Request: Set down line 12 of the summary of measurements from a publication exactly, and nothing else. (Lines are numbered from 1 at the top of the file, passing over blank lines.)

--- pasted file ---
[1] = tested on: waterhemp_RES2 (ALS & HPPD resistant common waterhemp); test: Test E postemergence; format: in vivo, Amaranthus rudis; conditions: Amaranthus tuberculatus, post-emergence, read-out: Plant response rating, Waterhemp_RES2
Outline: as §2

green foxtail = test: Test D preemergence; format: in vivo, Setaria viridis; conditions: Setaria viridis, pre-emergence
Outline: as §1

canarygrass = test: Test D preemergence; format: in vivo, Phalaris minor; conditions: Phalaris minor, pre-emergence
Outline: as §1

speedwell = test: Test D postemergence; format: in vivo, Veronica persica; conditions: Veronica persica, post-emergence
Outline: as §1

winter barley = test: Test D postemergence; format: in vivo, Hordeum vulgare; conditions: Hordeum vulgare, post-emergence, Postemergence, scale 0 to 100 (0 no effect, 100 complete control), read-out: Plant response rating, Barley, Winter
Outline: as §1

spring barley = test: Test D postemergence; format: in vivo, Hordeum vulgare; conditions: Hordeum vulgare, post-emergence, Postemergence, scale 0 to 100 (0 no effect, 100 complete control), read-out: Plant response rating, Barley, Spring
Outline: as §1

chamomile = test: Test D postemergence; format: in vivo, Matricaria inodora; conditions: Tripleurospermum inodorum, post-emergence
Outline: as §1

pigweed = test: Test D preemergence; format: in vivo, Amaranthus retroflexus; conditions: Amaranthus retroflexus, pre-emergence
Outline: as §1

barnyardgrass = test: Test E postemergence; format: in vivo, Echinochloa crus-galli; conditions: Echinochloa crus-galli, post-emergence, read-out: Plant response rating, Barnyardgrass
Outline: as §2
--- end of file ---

Outline: as §1